Wiskott-Aldrich syndrome presenting with a clinical picture mimicking juvenile myelomonocytic leukaemia

Ayami Yoshimi, Yoshiro Kamachi, Kosuke Imai, Nobuhiro Watanabe, Hisaya Nakadate, Takashi Kanazawa, Shuichi Ozono, Ryoji Kobayashi, Misa Yoshida, Chie Kobayashi, Asahito Hama, Hideki Muramatsu, Yoji Sasahara, Marcus Jakob, Tomohiro Morio, Stephan Ehl, Atsushi Manabe, Charlotte Niemeyer, Seiji Kojima

Research output: Contribution to journalArticlepeer-review

31 Citations (Scopus)


Background: Wiskott-Aldrich syndrome (WAS) is a rare X-linked immunodeficiency caused by defects of the WAS protein (WASP) gene. Patients with WAS typically demonstrate micro-thrombocytopenia. Procedures: The report describes seven male infants with WAS that initially presented with leukocytosis, monocytosis, and myeloid and erythroid precursors in the peripheral blood (PB) and dysplasia in the bone marrow (BM), which was initially indistinguishable from juvenile myelomonocytic leukaemia (JMML). Results: The median age of affected patients was 1 month (range, 1-4 months). Splenomegaly was absent in four of these patients, which was unusual for JMML. A mutation analysis of genes in the RAS-signalling pathway did not support a diagnosis of JMML. Non-haematological features, such as eczema (n=7) and bloody stools (n=6), ultimately led to the diagnosis of WAS at a median age of 4 months (range, 3-8 months), which was confirmed by absent (n=6) or reduced (n=1) WASP expression in lymphocytes by flow cytometry (FCM) and a WASP gene mutation. Interestingly, mean platelet volume (MPV) was normal in three of five patients and six of seven patients demonstrated occasional giant platelets, which was not compatible with WAS. Conclusions: These data suggest that WAS should be considered in male infants presenting with JMML-like features if no molecular markers of JMML can be detected.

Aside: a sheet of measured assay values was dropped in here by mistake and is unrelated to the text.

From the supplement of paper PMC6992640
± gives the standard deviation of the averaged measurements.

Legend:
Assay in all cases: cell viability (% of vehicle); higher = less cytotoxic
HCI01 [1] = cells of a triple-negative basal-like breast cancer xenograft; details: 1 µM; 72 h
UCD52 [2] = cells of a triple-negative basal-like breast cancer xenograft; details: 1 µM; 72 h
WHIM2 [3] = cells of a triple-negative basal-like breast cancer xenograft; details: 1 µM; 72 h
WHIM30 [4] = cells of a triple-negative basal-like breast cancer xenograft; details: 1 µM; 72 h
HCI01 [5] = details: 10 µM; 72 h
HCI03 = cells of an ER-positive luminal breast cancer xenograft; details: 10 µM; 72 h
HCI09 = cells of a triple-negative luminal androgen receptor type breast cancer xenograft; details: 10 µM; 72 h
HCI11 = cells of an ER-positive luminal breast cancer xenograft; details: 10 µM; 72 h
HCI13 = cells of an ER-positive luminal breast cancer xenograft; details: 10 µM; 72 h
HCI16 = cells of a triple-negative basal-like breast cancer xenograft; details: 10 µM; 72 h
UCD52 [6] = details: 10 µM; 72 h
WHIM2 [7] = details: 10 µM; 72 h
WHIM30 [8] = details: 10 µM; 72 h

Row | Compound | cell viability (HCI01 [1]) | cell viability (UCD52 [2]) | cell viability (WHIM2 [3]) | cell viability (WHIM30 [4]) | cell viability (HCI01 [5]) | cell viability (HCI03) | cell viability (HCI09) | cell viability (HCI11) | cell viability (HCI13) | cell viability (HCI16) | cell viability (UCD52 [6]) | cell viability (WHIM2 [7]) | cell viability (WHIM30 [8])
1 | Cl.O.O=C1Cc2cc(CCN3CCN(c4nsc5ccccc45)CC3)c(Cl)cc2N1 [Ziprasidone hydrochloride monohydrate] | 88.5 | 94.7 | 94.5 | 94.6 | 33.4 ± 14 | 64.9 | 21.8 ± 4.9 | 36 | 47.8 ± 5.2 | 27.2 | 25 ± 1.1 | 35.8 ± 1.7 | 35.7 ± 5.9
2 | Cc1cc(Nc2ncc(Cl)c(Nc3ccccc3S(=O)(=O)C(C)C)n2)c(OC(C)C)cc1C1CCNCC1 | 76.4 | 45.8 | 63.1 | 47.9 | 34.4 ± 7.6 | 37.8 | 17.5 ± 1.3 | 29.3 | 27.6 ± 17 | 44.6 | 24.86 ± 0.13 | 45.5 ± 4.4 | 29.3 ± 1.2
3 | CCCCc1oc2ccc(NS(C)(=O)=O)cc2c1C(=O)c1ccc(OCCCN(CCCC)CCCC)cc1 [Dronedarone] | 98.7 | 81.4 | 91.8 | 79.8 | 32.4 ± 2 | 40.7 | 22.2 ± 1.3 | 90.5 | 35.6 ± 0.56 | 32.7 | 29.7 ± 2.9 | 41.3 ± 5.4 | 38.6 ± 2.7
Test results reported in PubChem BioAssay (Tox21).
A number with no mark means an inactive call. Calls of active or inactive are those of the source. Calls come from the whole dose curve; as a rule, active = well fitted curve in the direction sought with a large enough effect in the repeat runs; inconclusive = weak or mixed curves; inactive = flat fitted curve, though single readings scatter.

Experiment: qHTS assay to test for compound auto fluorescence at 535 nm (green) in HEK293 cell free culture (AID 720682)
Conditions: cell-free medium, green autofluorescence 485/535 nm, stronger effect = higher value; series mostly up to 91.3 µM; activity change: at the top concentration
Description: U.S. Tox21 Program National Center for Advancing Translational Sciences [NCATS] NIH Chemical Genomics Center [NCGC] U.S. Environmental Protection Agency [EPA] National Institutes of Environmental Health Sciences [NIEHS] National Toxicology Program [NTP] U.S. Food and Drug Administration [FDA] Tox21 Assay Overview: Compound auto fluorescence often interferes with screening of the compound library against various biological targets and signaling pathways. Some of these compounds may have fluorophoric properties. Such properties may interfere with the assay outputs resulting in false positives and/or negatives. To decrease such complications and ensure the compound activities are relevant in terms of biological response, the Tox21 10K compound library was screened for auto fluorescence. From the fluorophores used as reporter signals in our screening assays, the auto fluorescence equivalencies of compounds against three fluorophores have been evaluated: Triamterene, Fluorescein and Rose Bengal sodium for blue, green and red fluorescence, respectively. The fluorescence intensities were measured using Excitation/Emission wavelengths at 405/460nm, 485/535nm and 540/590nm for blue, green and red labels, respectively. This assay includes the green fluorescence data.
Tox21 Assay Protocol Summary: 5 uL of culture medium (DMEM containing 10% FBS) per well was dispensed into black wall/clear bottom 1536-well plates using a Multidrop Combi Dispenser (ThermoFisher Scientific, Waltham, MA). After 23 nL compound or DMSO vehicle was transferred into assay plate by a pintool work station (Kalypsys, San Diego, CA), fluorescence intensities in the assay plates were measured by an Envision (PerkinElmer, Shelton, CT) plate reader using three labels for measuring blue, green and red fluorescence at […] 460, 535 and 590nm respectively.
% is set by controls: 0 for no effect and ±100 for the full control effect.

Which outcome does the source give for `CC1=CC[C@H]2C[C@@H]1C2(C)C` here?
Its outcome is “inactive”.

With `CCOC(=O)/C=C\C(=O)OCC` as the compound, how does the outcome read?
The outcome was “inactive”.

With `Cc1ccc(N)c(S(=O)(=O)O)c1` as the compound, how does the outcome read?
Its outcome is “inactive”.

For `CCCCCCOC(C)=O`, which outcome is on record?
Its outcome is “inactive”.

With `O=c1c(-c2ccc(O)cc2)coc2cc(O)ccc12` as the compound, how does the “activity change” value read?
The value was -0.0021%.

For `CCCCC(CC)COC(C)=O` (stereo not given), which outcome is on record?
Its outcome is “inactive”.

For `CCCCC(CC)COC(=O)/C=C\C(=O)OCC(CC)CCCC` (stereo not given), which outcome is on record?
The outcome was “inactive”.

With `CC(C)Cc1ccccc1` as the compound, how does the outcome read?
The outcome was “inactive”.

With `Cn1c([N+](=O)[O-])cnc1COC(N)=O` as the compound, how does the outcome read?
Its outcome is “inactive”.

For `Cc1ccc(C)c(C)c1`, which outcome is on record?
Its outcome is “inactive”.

Original languageEnglish
Pages (from-to)836-841
Number of pages6
JournalPediatric Blood and Cancer
Issue number5
Publication statusPublished - 2013 May


  • Children
  • Juvenile myelomonocytic leukaemia
  • Wiskott-Aldrich syndrome

ASJC Scopus subject areas

  • Pediatrics, Perinatology, and Child Health
  • Hematology
  • Oncology


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